Knit // Pussyhats and Baby Socks

Well it’s been a productive month of knitting small things and enduring enjoying unseasonably warm weather here in Pittsburgh (srsly I just want like 1 week of COLD before spring weather plz). Althought it’s been almost too warm for hats, I knit a couple Pussyhats. I had at least one interaction where, when someone asked me what I was knitting, I said, “A Pussyhat” and they said “But it doesn’t look like a vagina!” Hardee har har. Both the hats I knit went to friends who, like myself, also missed the Womens’ March in DC, but better late than never!

Another hat on its way soon @p_ssyhatproject #knittingisfun #craftivism

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This also marks the occasion of my first post about non-sock-related knitting! Hats are easy and fast to knit. Much easier and faster than socks. Why have I not discovered this until now? I have often wished for the power to knit faster so I could make more knitted objects as gifts. Hats are the secret. Must knit moar hats!

Encore une fois. #p_ssyhatproject

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And I knit a couple pairs of baby socks for friends who are expecting (or who have already been parents for almost 6 months… whoops late again…). Feast your eyes on the products of my nimble fingers.

MOAR bebe socks (sharpie for size comparison) #knittingisfun #knittingforkids

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Knit // Twisted Shell Socks

Shell Socks

My parents can testify that I am very picky when it comes to socks. When I was a little girl, I would delay departure for preschool by complaining that my socks were too bunchy at the toes. My parents would have to take my shoes off, straighten my socks, replace my shoes, and repeat until I decided my socks were un-bunched.

Maybe that’s why, all these years later, I have developed such an obsession with knitting socks. It’s all about the fit. With this pair, I think I’ve finally figured out how to knit a pair that fit me well: looser around the foot and ankle, more snug around the leg, and with about an inch and a half of ribbing at the top ending just below my calf.

Of all the socks I’ve made (with intentions to keep), this is only the second pair I’ve kept and wear regularly. The rest have had “flaws”- too tight around the heel, too tall in the leg, or too bunchy at the toes- so I’ve gifted them to some very happy recipients.

Shell Socks

But with this pair, I’m happy to announce that I got it right! They’re pretty, too- contrasting toes, stockinette stitch along the foot, and a lace pattern for the leg. The lace pattern is Shell Socks from Maison Rililie. I’m not sure why the lace pattern got twisted, but I like how it turned out.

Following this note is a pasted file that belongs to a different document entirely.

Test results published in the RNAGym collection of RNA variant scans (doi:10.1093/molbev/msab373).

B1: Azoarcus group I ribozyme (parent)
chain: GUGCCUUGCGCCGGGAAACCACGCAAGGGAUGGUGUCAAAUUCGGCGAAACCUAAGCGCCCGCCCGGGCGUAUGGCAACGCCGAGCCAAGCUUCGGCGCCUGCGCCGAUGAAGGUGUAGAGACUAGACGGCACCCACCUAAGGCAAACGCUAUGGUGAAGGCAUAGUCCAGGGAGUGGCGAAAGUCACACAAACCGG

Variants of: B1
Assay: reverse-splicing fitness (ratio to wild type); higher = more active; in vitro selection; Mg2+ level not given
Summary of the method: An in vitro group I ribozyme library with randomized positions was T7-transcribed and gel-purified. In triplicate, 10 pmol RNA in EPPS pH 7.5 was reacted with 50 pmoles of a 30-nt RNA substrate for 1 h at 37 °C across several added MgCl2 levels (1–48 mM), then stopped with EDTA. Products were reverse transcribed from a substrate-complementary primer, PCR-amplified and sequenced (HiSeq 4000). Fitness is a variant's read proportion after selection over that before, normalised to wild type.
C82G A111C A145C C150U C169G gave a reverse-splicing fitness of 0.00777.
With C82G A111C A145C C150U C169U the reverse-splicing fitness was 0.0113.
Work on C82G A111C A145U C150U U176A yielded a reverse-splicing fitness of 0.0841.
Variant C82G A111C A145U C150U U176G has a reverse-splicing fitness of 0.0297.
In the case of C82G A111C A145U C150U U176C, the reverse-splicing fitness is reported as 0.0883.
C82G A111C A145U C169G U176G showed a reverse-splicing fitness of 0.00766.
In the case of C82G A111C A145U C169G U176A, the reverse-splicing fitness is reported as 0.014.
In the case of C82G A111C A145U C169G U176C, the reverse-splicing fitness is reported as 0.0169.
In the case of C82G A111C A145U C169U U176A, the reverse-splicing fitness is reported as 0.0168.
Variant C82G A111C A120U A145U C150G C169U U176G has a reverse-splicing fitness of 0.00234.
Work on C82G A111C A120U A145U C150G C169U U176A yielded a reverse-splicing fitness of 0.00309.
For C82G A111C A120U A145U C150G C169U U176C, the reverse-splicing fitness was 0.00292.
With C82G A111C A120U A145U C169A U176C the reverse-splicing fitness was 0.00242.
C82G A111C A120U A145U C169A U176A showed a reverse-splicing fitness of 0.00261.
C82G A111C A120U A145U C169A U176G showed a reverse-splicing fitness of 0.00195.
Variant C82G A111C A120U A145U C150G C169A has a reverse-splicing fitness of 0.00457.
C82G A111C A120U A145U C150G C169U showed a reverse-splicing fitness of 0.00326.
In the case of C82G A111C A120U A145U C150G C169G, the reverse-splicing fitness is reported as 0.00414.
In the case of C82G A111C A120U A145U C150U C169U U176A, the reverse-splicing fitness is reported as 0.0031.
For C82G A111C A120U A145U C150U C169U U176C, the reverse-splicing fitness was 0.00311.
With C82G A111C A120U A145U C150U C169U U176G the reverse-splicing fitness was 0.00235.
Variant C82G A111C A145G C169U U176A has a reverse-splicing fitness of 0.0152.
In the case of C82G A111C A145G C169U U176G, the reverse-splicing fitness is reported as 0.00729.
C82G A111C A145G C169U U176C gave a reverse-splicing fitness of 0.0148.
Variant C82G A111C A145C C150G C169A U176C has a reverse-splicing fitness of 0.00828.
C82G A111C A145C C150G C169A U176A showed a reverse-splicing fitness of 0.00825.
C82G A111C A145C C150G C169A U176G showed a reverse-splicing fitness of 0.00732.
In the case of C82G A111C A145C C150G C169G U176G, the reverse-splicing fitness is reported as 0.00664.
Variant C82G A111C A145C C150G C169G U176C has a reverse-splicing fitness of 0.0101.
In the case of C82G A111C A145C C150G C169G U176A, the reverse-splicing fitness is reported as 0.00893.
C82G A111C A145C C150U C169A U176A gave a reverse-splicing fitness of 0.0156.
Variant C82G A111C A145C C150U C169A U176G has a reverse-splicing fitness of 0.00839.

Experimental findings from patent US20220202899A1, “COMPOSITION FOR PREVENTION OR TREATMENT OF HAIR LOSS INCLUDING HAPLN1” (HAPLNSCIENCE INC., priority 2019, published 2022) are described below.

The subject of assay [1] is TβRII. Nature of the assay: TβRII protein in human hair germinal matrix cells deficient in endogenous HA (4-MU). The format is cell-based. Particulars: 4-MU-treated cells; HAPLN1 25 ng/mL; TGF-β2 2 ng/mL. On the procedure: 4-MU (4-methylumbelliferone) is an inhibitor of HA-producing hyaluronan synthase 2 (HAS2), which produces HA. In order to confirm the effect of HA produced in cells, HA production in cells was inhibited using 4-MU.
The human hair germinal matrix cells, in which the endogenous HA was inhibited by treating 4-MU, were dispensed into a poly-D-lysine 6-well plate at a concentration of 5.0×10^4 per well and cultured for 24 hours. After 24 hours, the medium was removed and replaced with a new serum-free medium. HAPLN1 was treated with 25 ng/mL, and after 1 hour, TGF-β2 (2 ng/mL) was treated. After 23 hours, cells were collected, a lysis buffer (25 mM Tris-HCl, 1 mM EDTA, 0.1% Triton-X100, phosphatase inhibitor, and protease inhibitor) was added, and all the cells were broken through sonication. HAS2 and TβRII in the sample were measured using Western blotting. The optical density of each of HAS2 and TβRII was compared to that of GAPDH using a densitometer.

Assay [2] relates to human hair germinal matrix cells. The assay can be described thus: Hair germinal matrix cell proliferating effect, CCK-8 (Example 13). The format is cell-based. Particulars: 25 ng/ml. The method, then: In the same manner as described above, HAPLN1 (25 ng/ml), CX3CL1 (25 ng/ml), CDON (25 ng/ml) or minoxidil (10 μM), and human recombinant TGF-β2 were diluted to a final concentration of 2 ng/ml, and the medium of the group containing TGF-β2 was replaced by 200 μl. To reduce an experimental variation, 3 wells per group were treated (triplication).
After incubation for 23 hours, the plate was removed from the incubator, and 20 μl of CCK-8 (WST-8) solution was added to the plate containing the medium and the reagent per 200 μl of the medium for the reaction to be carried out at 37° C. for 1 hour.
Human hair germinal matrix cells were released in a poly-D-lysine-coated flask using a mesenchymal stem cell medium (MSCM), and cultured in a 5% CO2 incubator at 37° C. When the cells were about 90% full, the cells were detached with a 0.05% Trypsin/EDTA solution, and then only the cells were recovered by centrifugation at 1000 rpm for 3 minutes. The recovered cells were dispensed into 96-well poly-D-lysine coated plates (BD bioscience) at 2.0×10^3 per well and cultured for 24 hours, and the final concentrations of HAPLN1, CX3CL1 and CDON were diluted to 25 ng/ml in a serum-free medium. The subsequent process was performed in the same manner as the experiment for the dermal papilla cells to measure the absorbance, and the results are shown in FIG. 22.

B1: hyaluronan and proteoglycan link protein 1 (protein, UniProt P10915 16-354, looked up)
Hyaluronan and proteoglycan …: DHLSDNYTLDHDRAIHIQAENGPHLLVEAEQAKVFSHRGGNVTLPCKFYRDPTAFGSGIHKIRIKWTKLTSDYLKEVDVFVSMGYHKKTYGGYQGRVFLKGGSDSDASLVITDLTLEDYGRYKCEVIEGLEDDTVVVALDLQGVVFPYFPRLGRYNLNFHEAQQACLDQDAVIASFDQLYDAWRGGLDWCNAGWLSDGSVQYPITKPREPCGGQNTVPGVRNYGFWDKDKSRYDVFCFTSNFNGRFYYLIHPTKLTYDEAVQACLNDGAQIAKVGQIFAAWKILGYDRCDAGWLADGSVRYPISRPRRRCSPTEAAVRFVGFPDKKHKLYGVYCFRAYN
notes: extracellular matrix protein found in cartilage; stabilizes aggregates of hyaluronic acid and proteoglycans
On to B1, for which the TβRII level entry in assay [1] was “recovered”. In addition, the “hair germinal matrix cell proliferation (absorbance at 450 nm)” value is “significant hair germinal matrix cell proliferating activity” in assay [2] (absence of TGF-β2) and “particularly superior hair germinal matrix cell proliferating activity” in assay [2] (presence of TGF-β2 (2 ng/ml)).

I used another skein of verdant gryphon skinny bugga from the stash that is running low… especially now that they have closed (so sad). Pretty colorful palette for winter, but still warm and muted.

Shell Socks

And in other news, I was planning on going to the Women’s March in DC this weekend. When I woke up yesterday I was so tired and mixed up from working nights that I didn’t feel safe to drive the 4 hours there. And grad school applications were calling my name and needed to be worked on. I am consoling myself with the fact that with a graduate degree, I’ll be more effective at doing the work that needs to be done to make our country a better place. My spirit is with all the people marching across the country and around the world for women’s rights, civil rights, and human equality. Have an awesome march!

Shell Socks

Shell Socks

Sewn // How to Alter a Sweater and Maxi Skirt

One perk of big city livin’- people appreciate style. Somehow, I don’t feel costumey when I dress up these days. By dress up I mean wearing skirts, jewelry, boots, anything nicer than jeans, work boots, and a sweatshirt. It’s fun too working on projects that are less utilitarian than mending or adding patch pockets (most of what I did living in Virginia). But one downside of Pittsburgh- it’s cold! Everything I’ve sewn lately is really warm (I’m dreaming of some flannel-lined pants next).  Both the sweater and the skirt were thrift store finds- too big but in fabrics I adored. The brown skirt is a soft brown twill on one side, and satin on the inside. The sweater is a wool/polyester blend.I’m really happy with how this outfit turned out and both pieces have gotten a lot of wear.